Bergen County, New Jersey
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After the snow has fallen
Made by 1982Chris911 (Thank you 100.000 Times)
Explored # 43 on 18-Jul-2011 Please view in large for all the nice details here :-) This was taken in the early morning just after one of the worst Blizzards of the 2010/2011 Period just look at streets with the cars in the bottom half :-) Midtown Manhattan, or simply Midtown, is an area of Manhattan, New York City home to world-famous commercial zones such as Rockefeller Center, Broadway, and Times Square. Midtown Manhattan is home to the city's tallest and most famous buildings such as the Empire State Building and Chrysler Building. Midtown, along with Uptown and Downtown, is one of the three major subdivisions of Manhattan (though Uptown and Downtown can also be used as adjectives or adverbs, and can take on completely different meanings in the other boroughs, whereas the term Midtown cannot) and can be understood as those parts of Manhattan in neither of these two other regions - that is, all areas between 14th Street and 59th Street, from the Hudson River to the East River, about five square miles or 12 km2. The core of Midtown Manhattan is from about 31st Street to 59th Street between Third and Ninth avenues, about two square miles (this is the area most commonly referred to as Midtown.) The Plaza District, a term used by Manhattan real estate professionals to denote the most expensive area of midtown from a commercial real estate perspective, lies between 42nd Street and 59th Street, from Third Avenue to Seventh Avenue, about a square kilometer or half a square mile. As New York's largest central business district, Midtown Manhattan is indisputably the busiest single commercial district in the United States, and among the most intensely and diversely used pieces of real estate in the world. The great majority of New York City's skyscrapers, including its tallest hotels and apartment towers, lie within Midtown. More than 700,000 commuters work in its offices, hotels, and retail establishments; the area also hosts many tourists, visiting residents, and students. Some areas, especially Times Square and Fifth Avenue, have massive clusters of retail establishments. Sixth Avenue in Midtown holds the headquarters of three of the four major television networks, and is one of a few global centers of news and entertainment. It is also a growing center of finance, second in importance within the United States only to Downtown Manhattan's Financial District. Times Square is also the epicenter of American theater.
Cathedral of Saint John the Divine - New York
Made by anadelmann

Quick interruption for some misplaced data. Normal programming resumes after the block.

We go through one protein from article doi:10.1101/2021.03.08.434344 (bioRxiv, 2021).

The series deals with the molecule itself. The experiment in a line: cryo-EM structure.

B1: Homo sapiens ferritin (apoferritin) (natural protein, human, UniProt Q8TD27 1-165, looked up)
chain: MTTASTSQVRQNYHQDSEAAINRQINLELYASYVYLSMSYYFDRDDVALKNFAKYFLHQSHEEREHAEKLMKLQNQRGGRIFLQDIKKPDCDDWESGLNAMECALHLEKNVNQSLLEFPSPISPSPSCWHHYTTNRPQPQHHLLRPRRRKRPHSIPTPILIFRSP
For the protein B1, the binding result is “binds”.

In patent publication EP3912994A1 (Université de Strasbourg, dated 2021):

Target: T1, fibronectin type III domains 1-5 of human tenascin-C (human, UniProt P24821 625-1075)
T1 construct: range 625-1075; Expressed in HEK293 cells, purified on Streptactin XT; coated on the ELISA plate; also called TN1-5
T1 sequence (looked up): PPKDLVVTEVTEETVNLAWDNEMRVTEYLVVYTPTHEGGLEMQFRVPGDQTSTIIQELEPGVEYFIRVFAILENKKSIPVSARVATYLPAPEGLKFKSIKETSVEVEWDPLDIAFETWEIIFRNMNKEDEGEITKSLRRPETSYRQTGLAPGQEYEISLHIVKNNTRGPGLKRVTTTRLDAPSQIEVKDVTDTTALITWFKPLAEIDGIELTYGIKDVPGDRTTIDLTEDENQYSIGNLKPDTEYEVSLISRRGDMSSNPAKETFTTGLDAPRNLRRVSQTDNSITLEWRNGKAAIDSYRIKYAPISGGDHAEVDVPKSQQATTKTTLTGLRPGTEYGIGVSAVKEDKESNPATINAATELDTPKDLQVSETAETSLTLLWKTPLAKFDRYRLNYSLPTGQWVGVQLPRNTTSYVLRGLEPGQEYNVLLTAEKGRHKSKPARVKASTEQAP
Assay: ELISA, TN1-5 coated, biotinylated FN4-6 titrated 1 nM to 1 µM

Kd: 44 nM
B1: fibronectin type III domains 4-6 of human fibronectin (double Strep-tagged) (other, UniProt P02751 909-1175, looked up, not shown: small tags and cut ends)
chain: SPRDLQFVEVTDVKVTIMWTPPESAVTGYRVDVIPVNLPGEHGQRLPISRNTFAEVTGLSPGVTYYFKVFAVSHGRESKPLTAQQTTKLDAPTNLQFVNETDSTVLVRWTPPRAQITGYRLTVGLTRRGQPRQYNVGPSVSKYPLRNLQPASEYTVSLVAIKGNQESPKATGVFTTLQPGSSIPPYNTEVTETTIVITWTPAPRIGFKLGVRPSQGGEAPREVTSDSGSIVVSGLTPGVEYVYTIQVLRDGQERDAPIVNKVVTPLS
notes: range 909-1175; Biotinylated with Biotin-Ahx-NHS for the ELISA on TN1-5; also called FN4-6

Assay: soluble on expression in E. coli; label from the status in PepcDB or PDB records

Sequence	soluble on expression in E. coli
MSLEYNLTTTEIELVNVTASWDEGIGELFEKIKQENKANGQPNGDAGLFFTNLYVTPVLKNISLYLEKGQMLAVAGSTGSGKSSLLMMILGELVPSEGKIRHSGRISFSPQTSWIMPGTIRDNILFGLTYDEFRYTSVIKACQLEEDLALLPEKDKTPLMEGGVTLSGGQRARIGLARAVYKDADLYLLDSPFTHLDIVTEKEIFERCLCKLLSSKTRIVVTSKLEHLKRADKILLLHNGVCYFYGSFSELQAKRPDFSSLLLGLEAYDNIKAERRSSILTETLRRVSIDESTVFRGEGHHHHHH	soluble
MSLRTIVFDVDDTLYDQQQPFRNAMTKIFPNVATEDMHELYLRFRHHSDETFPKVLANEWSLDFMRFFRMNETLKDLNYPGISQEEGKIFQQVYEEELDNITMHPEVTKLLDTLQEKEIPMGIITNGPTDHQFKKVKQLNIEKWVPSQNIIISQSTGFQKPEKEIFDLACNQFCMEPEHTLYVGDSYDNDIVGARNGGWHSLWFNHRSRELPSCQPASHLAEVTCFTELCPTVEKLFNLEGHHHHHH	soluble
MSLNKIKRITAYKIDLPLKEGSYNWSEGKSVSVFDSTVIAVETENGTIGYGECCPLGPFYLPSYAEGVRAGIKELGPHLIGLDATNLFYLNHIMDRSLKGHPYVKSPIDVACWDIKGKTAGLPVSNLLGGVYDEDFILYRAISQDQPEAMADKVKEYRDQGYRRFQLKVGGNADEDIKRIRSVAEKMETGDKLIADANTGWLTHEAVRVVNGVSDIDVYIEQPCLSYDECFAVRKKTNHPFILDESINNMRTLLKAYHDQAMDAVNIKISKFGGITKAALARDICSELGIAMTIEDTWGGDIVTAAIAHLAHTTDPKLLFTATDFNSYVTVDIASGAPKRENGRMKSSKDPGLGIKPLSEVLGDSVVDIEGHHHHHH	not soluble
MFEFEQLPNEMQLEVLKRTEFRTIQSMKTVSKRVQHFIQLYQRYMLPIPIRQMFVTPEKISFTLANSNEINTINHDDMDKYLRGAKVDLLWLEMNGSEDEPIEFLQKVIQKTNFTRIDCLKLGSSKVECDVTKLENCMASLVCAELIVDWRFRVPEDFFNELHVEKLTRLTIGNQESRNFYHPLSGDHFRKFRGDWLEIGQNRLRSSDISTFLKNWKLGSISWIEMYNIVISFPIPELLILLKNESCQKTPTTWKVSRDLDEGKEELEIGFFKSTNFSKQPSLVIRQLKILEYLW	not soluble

Dear flickr friends, this might be the last post for a while as I have to prepare my move back to Germany (which will take place in the second half of September) and I wanted to thank you once again for all your support. Wasn't aware that I forgot to put this in: Please consider to view it Todays picture was taken last Sunday on our trip to Uptown Manhattan at the Cathedral of Saint John the Divine (The Western facade from the inside, including the Rose Window above) as I was testing my new 16-35mm lens on my Sony Alpha 900 (handheld shot at ISO1000). Two more pictures are down in my comments (taken at ISO 1000 and 1600). Some more info about the cathedral (from wikipedia): The Cathedral of St. John the Divine, officially the Cathedral Church of Saint John the Divine in the City and Diocese of New York, is the Cathedral of the Episcopal Diocese of New York. The cathedral is nicknamed St. John the Unfinished and The White Elephant Of The Upper West Side. Located at 1047 Amsterdam Avenue New York, in Manhattan's Morningside Heights, the cathedral is claimed to be the largest Cathedral and Anglican church and fourth largest Christian church in the world (although the title is disputed with Liverpool Anglican Cathedral).The inside covers more than half a city block, with 121,000 sq ft (1.12 ha), spanning a length of 183.2 meters (601 ft) and height 70.7 meters (232 ft). The cathedral, designed in 1888 and begun in 1892, has, in its history, undergone radical stylistic changes and the interruption of the two World Wars. Originally designed as Byzantine-Romanesque, the plan was changed after 1909 to a Gothic design. After a large fire on December 18, 2001, it was closed for repairs and reopened in November 2008. It remains unfinished, with construction and restoration a continuing process. The building as it appears today conforms primarily to a second design campaign from the prolific Gothic Revival architect Ralph Adams Cram of the Boston firm Cram, Goodhue, and Ferguson. Saint John the Divine is an example of the 13th century High Gothic style of northern France.